Baby Massage Tips

by William Sears, M.d.

Baby Massage Tips

Answers to common questions about baby massage and how new moms can bond with their babies and improve their babies’ immune systems.

Massage is one of life’s simple pleasures, and research has shown that baby massage can help babies grow better and behave better. (Even colicky ones!) The skin-to-skin connection helps parents and baby better communicate too — without saying a word. It’s also a great way for dad to get in on the baby-bonding act.


Massage was a sanity-saver during the time of day that my wife, Martha, and I dubbed “happy hour.” It was usually late afternoon when our daughter Hayden seemed to be the fussiest (and our parental reserves their lowest).


We pediatricians actually have a descriptive term for this skin-to-skin contact: therapeutic touch. But don’t let our terminology fool you. This is one of the simplest ways to calm your baby — and perhaps even you.


Why Massage Your New Baby?


To help him breathe more rhythmically  Infants often have irregular breathing patterns, but because the skin is the largest organ of the human body and it’s rich in nerve endings, massage can help.


To stimulate growth-promoting hormones  Pediatricians have long known that babies who are touched a lot thrive. Thriving doesn’t just mean growing bigger, it means growing to your fullest potential — physically, intellectually and emotionally. A study by the Touch Research Institute at the University of Miami Miller School of Medicine found that premature babies receiving three 15-minute massages per day for five days showed a 53 percent greater daily weight gain than unmassaged babies.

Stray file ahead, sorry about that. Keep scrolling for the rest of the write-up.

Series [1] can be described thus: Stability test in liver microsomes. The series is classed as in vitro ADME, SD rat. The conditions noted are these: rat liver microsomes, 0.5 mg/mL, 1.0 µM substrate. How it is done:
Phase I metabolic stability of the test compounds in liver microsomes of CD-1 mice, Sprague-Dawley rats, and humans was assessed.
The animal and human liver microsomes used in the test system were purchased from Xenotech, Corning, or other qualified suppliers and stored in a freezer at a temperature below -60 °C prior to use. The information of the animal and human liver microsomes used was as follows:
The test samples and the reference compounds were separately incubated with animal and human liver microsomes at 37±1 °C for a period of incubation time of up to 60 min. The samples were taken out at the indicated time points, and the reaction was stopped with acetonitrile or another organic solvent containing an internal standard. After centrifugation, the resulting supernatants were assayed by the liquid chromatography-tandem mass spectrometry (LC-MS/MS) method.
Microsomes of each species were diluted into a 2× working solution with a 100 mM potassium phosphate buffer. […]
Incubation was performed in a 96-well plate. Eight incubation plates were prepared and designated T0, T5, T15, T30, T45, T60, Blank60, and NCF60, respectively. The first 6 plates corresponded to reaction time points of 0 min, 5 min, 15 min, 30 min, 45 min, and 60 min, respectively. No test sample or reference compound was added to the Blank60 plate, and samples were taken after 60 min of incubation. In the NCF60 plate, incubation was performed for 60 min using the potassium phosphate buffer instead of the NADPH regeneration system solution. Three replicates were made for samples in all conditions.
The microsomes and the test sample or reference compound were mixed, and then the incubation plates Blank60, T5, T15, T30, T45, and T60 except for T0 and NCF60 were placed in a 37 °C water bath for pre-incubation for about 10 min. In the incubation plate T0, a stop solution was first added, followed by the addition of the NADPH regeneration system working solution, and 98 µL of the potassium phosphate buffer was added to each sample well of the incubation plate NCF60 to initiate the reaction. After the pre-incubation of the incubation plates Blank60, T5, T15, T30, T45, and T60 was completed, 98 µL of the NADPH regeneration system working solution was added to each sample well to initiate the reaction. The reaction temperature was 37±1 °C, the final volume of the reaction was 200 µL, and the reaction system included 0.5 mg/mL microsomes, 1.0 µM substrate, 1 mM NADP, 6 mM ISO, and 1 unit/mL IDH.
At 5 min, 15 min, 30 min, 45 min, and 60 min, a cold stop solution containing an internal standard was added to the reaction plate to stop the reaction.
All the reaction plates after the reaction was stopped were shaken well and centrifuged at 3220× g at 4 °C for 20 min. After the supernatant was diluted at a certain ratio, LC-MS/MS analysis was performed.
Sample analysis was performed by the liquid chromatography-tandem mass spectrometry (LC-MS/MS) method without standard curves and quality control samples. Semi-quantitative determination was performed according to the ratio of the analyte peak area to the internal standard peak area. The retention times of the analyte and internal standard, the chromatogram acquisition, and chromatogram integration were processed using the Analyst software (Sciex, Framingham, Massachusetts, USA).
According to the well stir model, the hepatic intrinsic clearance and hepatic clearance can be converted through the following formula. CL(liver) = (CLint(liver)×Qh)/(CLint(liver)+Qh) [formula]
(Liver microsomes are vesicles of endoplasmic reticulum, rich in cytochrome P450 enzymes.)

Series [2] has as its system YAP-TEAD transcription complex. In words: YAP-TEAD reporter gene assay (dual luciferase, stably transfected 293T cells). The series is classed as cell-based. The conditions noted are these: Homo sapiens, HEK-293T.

To build his brain Studies show that newborns receiving extra touch experience enhanced neurological development. Since the brain grows fastest in the first year, that’s the time when it’s smart to give your child extra touch.


To boost his immunity  A study of human infants 10 weeks old showed that infants whose backs were massaged by their mothers experienced fewer colds and fewer occurrences of diarrhea. Conversely, touch deprivation negatively affects the immune system. Touch enhances secretion of digestive hormones and helps the baby’s digestive system work more efficiently. 


To relieve stress  Researchers believe that one cause of colic is sensory overload. A stressed baby will cry. Infant massage can significantly reduce this stress by reducing the levels of the stress hormone cortisol.  



Get Ready ?

Choose a comfortable place and limit distractions. Look baby in the eye, grasp his legs and bicycle them while speaking softly, “Relax, relax ?” Cover your baby in an edible oil, such as almond or avocado. Younger babies like to lie in the cradle formed when you sit cross-legged. When baby grows out of your leg cradle, stretch out your legs alongside baby.


? Go!

Arms and legs  Rub using a gentle twisting or “milking” motion. Roll the arms and legs between your hands, and press your thumbs gently into his body. Finish with light strokes to the leg.

Slide both hands along the rib cage from center to sides and back again, like flattening the pages in a book.